5.1 surround sound test,

  wolfie3000 07:27 05 May 2009

Every 2 months or so i run checks on my pc to make sure its all working at its optimum performance and was wondering if theres a sound file that i can get that will test my speakers full range?

I find it hard to calibrate my speakers so im getting the best from them.

the test file must be at least 5.1 surround sound at the highest quality.

  Stuartli 10:13 05 May 2009

I have a Realtek on-board sound chipset - Realtek's Sound Effects Manager includes features to test individual speakers and also a combination of the speakers check.

Perhaps your sound card or on-board sound chipset drivers/software provide a similar feature?

  Marko797 10:23 05 May 2009

there should be a speaker test facility as part of the program which operates your sound. For example, my sound system is Creative Labs 7.1 ZS something or other, and somewhere within the Creative folder is a test/diagnostics facility. You can adjust for whatever set-up you have, stereo, 5.1, or 7.1. I remember I used this when I first got the pc and was setting up, and recall that it 'speaks' to you - "front right, front left, front central", etc. Within this there is a calibration process for the speaker sound adjustment.

  Stuartli 10:48 05 May 2009

That is precisely what I suggested..:-)

  Marko797 10:51 05 May 2009

lol, yes so it is. Oh well, Wolfie might get the message then?

  wolfie3000 00:05 06 May 2009

well i have a speaker test program within the sound program i have which test the volume of each speaker.

But what im after is a sound file that will give various sounds so i can tune the bass treble ect...

  eedcam 05:44 06 May 2009

Usually with surround the object is that using the test tone all spkrs+sub should be set to sound the same level better still use a sound meter actual base and treble is personal taste and to suit the room acoustics .

  Stuartli 10:01 06 May 2009

My understanding of surround sound systems is that the rear speakers should be a "fill-in" for the main frontal speakers i.e. the reverberation is similar to that of a concert hall.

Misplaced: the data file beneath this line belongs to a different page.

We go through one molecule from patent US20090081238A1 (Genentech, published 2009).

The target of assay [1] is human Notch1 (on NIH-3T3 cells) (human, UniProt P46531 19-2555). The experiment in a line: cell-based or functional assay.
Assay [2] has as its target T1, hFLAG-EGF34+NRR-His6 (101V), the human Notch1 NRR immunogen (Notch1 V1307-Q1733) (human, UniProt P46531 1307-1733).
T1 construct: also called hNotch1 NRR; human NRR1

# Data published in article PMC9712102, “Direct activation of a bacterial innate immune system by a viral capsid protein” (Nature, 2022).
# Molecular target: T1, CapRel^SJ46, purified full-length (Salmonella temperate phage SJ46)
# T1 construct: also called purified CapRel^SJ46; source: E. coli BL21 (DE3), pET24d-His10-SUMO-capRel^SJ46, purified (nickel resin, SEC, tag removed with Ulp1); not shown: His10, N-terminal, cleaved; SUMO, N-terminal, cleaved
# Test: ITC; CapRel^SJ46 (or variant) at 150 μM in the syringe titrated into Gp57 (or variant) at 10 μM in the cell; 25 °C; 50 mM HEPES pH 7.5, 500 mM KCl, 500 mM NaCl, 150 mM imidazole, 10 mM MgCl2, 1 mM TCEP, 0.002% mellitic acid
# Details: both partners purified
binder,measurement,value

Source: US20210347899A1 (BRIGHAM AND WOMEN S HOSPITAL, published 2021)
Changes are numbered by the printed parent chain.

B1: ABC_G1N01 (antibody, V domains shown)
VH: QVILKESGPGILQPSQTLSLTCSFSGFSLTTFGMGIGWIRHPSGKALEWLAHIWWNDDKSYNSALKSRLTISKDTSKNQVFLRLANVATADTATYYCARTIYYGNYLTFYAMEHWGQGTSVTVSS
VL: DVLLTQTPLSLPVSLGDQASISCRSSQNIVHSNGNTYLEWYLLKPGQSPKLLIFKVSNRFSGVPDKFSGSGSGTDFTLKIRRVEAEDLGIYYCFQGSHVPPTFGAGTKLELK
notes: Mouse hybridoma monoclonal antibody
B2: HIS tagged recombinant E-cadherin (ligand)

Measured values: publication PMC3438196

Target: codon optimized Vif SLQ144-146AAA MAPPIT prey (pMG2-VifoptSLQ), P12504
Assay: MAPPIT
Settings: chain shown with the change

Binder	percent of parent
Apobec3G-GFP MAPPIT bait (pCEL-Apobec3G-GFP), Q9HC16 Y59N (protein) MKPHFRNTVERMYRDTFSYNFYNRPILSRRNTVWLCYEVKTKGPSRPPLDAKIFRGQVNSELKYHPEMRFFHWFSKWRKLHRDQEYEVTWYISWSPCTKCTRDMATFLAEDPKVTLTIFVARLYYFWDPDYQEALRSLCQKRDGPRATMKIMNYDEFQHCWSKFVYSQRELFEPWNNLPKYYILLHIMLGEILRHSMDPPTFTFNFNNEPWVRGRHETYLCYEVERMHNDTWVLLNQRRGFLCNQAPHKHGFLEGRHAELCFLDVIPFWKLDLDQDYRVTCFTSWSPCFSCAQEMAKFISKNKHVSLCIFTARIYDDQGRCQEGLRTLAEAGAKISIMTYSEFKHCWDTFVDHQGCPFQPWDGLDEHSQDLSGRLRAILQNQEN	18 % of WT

eedcam 12:50 06 May 2009

Stuart its a lot more than that well proper surround ie cinema/dvd is .Even dolby prologic 2 will process stereo to 5:1 with discrete channels to each.

  Marko797 12:53 06 May 2009

this is getting far too technical for, what I suspect is, just game playing. Just crank it up Wolfie.

  Stuartli 14:30 06 May 2009

I was looking at it from a hi-fi enthusiast's definition of surround sound i.e. seeking to reproduce music as near and as accurately as possible to real life.

Just as a point of interest, I bought an Elite P6BXT+A motherboard in 1998 (the first to feature both Slot1 and Socket 370 CPU capabilities).

The on-board sound chipset was a C-Media 8738 that, from just two stereo channels, had the means to create quite remarkably good "surround" sound if required.

There was a test demo featuring a helicopter flying around and which you could control - as the aircraft "disappeared" behind you, the sound adjusted appropriately to compensate.

This C-Media chipset delivered very clean and transparent sound; eventually the younger offspring gave me a Creative SoundBlaster Live! sound card and I used that instead.

However, I realised that the Creative card wasn't all that much superior (somewhat better bass) so, when a PCI slot was required I dumped the SoundBlaster Live!

I did find out eventually that C-Media sound chipsets were being used by some sound card manufacturers, such as Hercules with its Fortissimo 7.1 card.

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